“Every natural or legal person is entitled to the peaceful enjoyment of his possessions. No one shall be deprived of his possessions except in the public interest and subject to the conditions provided for by law and by the general principles of international law.

The preceding provisions shall not, however, in any way impair the right of a State to enforce such laws as it deems necessary to control the use of property in accordance with the general interest or to secure the payment of taxes or other contributions or penalties.”

32.  The Court firstly has to ascertain whether, and to what extent, it is competent ratione temporis to deal with this complaint. It reiterates that in accordance with the generally recognised rules of international law, the Convention only governs, for each Contracting Party, facts subsequent to its entry into force with regard to that Party (see, for example, Kadikis v. Latvia (dec.), no. 47634/99, 29 June 2000).

33.  The Court recalls that Croatia recognised the competence of the Court to receive applications “from any person, non-governmental organisation or group of individuals claiming to be a victim of a violation by Croatia of the rights recognised in the Convention through any act, decision or event occurring after 5 November 1997.” Accordingly, the Court is not competent to examine the present application in so far as it refers to facts occurring before the date of the ratification of the Convention. Finding to the contrary would amount to giving retroactive effect to the Convention which would be contrary to general principles of international law. At the same time it would render Croatia's declaration recognising the Court's competence to receive individual applications nugatory (see Kadikis v. Latvia, cited above, and the Stamulakatos v. Greece, judgment of 30 September 1993, Series A no. 271, p. 14, § 33).

34.  The Court considers that the act of destruction of the applicants' late father's property was an instantaneous act, which does not give rise to any possible continuous situation of a violation of the Convention. Furthermore, as to the proceedings concerning the applicants' claim for damages, in so far as they do fall within the Court's competence ratione temporis, the applicants did not make any separate complaints under Article 1 of Protocol No. 1 (see Kresović v. Croatia, (dec.), no. 75545/01, 9 July 2002).

It follows that this part of the application is incompatible ratione temporis with the provisions of the Convention within the meaning of Article 35 § 3 and must be rejected in accordance with Article 35 § 4.

IV.  APPLICATION OF ARTICLE 41 OF THE CONVENTION

35.  Article 41 of the Convention provides:

“If the Court finds that there has been a violation of the Convention or the Protocols thereto, and if the internal law of the High Contracting Party concerned allows only partial reparation to be made, the Court shall, if necessary, afford just satisfaction to the injured party.”

A.  Damage

36.  The applicants claimed HRK 2,093,493 in respect of pecuniary damage and EUR 30,000 in respect of non-pecuniary damage.

37.  The Government deemed the amounts claimed by the applicants excessive.

38.  The Court does not discern any causal link between the violation found and the pecuniary damage alleged; it therefore rejects this claim.

39.  As to the non-pecuniary damage sought, the Court reiterates that where an applicant had resorted to an available domestic remedy and thereby obtained a finding of a violation and was awarded compensation, but can nevertheless still claim to be a “victim”, the amount to be awarded under Article 41 may be less than the amounts the Court was awarding in similar cases. In that case an applicant must be awarded the difference between the amount obtained from the Constitutional Court and an amount that would not have been regarded as manifestly unreasonable compared with the amounts awarded by the Court (see, mutatis mutandis, Cocchiarella v. Italy [GC], cited above, §§ 139-140).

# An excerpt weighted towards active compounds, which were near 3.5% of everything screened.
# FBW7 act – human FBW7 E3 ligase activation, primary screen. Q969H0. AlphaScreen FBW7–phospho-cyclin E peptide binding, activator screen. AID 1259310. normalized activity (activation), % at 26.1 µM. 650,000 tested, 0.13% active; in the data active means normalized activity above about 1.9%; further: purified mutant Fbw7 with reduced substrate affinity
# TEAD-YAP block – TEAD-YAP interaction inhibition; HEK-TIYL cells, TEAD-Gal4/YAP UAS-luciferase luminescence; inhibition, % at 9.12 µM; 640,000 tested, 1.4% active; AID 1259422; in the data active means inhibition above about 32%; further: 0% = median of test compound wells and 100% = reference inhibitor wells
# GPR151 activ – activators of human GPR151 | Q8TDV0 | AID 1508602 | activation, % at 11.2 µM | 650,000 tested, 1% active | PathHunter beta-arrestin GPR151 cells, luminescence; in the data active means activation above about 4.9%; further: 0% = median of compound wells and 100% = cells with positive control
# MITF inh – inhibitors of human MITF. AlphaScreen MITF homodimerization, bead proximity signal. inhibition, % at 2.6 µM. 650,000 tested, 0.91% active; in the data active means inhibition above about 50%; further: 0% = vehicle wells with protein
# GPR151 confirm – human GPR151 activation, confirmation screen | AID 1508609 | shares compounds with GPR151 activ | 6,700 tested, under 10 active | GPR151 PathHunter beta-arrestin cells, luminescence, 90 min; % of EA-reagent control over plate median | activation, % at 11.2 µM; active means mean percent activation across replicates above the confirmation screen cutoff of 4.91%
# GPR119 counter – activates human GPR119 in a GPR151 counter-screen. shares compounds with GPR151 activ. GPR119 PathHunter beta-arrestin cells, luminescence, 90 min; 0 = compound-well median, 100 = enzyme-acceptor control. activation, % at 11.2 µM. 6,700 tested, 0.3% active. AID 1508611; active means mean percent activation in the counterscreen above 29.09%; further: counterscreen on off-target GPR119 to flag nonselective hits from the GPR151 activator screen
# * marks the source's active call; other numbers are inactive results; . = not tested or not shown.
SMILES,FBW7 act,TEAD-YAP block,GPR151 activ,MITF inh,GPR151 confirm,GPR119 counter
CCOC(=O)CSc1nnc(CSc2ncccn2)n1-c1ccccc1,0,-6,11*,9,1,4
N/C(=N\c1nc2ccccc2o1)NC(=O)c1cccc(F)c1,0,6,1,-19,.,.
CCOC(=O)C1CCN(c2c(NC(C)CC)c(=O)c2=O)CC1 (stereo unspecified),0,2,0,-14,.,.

40.  The Court recalls that each applicant was awarded EUR 600 by the Constitutional Court. Having regard to the circumstances of the present case, the characteristics of the constitutional complaint as well as the fact that, notwithstanding this domestic remedy, the Court has found a violation, it considers, ruling on an equitable basis, that the applicants should be awarded jointly EUR 2,400 in respect of non-pecuniary damage, plus any tax that may be chargeable on that amount.

B.  Costs and expenses

41.  The applicants did not make any claims for costs and expenses within the time-limit fixed. Therefore, the Court is not able to award the applicants any sum on that account.

C.  Default interest

42.  The Court considers it appropriate that the default interest should be based on the marginal lending rate of the European Central Bank, to which should be added three percentage points.

FOR THESE REASONS, THE COURT UNANIMOUSLY

1.  Declares the complaint concerning the applicants' right of access to a court admissible and the remainder of the applications inadmissible;

2.  Holds that there has been a violation of Article 6 § 1 of the Convention;

3.  Holds

(a)  that the respondent State is to pay the applicants jointly, within three months from the date on which the judgment becomes final in accordance with Article 44 § 2 of the Convention, EUR 2,400 (two thousand and four hundred euros) in respect of non-pecuniary damage, plus any tax that may be chargeable;

(b)  that from the expiry of the above-mentioned three months until settlement simple interest shall be payable on the above amount at a rate equal to the marginal lending rate of the European Central Bank during the default period plus three percentage points;

4.  Dismisses the remainder of the applicants' claim for just satisfaction.

Done in English, and notified in writing on 15 March 2007, pursuant to Rule 77 §§ 2 and 3 of the Rules of Court.

Søren Nielsen Christos Rozakis 
 Registrar President


POPARA v. CROATIA JUDGMENT


POPARA v. CROATIA JUDGMENT